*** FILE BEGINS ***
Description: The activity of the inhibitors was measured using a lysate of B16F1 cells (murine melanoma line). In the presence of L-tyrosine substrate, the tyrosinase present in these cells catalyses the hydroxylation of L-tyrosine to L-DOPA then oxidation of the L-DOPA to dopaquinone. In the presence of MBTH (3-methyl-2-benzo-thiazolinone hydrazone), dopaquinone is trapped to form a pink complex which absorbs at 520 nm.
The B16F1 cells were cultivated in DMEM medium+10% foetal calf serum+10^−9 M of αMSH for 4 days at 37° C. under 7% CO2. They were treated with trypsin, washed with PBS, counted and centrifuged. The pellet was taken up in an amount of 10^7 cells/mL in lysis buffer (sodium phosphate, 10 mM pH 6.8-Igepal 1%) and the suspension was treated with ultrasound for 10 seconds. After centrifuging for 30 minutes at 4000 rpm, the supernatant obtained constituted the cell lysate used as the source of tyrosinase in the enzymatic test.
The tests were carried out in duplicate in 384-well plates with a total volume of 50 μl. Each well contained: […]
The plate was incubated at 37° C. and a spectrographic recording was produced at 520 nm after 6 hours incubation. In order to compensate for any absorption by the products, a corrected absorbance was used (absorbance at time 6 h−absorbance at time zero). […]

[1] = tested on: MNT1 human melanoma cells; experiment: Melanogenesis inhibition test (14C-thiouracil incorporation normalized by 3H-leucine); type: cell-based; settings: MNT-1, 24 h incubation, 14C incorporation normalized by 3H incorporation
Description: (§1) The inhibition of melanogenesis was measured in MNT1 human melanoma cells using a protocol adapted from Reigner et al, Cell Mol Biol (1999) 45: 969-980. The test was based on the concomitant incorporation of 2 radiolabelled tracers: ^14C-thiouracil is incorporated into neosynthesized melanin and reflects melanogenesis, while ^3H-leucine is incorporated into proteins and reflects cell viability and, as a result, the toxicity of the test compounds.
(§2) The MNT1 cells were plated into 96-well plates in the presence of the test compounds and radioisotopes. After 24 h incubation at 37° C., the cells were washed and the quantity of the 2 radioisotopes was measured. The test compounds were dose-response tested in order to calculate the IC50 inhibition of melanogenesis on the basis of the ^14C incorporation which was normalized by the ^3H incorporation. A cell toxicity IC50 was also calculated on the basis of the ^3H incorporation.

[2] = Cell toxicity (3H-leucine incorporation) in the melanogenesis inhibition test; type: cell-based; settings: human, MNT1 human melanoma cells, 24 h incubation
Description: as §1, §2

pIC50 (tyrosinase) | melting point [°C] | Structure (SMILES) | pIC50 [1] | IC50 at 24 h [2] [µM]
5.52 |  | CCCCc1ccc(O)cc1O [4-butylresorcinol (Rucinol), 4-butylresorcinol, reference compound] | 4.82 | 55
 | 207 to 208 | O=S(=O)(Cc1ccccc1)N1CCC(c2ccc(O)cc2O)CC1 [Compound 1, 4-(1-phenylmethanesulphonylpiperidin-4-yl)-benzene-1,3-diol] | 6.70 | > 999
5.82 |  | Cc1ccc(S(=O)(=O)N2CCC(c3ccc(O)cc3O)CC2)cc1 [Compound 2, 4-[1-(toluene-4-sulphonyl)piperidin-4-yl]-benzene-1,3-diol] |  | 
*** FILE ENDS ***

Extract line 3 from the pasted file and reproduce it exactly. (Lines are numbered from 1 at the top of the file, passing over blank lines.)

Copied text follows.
The tests were carried out in duplicate in 384-well plates with a total volume of 50 μl. Each well contained: […]